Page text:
Sophie Waldman and Paul Duke, the two other Googlers fired that day, had not received so much as a warning, much less a suspension. Though they had been questioned by corporate security two months earlier about whether they had circulated documents referring to Customs and Border Protection contracts, they had been allowed to continue their work without incident. Waldman, a software developer in Cambridge, Mass., said she was given a 15-minute notice before she was summoned to the meeting where she was fired; Duke, an engineer in New York, said an invitation appeared on his calendar precisely one minute beforehand. Security officials escorted him out of the building without letting him return to his desk. “I had to describe to them what my jacket, scarf and bag looked like,” he said.

Read the complete article here.

As L.A. ports automate, some workers are cheering on the robots

From today’s Los Angeles Times:

Day after day, Walter Diaz, an immigrant truck driver from El Salvador, steers his 18-wheeler toward the giant ports of Los Angeles and Long Beach. Will it take him half an hour to pick up his cargo? Or will it be as long as seven hours? He never knows.

Diaz is paid by the load, so he applauds the arrival of more waterfront robots, which promise to speed turnaround times at a port complex that handles about a third of the nation’s imported goods.

“I’m for automation,” Diaz says. “One hundred percent. One hundred percent.”

But what about the thousands of International Longshore and Warehouse Union workers who have mounted massive protests, saying the robots will replace human jobs? The ILWU members, who transfer cargo from ships to trucks and direct terminal traffic, “don’t care about the drivers,” said Diaz, 41, who has serviced the ports for two decades. “Never. We sit in line while they take two-hour breaks. With automation, we don’t have that problem.”

The arrival of robots at the nation’s largest marine terminal, a 484-acre facility run by Danish conglomerate A.P. Moller-Maersk, is exposing a stark economic divide between two sets of Southern California workers.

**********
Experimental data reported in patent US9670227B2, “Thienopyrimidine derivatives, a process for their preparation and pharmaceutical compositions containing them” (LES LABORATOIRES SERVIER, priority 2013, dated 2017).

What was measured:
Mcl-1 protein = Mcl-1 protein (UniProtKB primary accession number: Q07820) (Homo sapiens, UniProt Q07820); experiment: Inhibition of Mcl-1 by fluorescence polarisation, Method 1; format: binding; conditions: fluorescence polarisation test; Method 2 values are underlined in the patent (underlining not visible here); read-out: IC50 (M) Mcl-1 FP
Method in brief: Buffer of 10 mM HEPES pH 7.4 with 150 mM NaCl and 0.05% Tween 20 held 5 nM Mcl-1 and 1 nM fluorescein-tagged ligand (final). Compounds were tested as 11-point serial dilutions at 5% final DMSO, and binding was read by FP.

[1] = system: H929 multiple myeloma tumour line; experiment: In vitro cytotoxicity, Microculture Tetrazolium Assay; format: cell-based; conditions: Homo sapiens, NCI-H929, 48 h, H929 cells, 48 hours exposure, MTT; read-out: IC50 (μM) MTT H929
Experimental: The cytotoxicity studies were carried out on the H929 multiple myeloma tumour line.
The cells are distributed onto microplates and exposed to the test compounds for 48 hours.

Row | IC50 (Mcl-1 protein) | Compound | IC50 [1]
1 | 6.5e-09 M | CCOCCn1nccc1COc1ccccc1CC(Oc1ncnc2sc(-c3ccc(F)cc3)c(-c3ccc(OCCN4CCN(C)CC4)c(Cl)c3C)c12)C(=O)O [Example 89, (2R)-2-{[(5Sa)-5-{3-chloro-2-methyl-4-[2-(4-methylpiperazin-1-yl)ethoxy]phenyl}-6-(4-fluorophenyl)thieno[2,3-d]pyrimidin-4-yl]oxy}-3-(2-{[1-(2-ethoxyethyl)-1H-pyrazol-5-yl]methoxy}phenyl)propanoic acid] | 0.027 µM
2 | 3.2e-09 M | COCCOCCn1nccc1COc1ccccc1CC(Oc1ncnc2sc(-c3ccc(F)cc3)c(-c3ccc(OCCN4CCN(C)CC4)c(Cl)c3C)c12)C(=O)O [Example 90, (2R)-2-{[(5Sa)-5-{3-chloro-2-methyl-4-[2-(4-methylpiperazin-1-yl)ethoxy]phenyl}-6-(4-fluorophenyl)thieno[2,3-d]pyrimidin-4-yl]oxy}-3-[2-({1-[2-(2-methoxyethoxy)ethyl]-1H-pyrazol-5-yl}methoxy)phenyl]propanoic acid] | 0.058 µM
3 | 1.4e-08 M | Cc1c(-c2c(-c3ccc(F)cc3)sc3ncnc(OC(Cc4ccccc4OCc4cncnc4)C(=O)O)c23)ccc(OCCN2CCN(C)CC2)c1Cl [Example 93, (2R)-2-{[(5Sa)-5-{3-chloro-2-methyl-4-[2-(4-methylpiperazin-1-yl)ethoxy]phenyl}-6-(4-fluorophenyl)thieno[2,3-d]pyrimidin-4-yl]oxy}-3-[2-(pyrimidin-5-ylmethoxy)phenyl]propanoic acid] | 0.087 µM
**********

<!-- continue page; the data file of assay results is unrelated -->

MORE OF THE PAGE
Read the complete article here.

Can Someone Be Fired for Being Gay? The Supreme Court Will Decide

From today’s New York Times:

The Supreme Court has delivered a remarkable series of victories to the gay rights movement over the last two decades, culminating in a ruling that established a constitutional right to same-sex marriage. But in more than half the states, someone can still be fired for being gay.

Early in its new term, on Oct. 8, the court will consider whether an existing federal law, Title VII of the Civil Rights Act of 1964, guarantees nationwide protection from workplace discrimination to gay and transgender people, even in states that offer no protections right now.

It will be the court’s first case on L.G.B.T. rights since the retirement last year of Justice Anthony M. Kennedy, who wrote the majority opinions in all four of the court’s major gay rights decisions. And without Justice Kennedy, who joined four liberals in the 5-to-4 ruling in the marriage case, the workers who sued their employers in the three cases before the court may face an uphill fight.

“Now that we don’t have Kennedy on the court, it would be a stretch to find a fifth vote in favor of any of these claims that are coming to the court,” said Katherine Franke, a law professor at Columbia and the author of “Wedlocked: The Perils of Marriage Equality.”

Read the complete article here.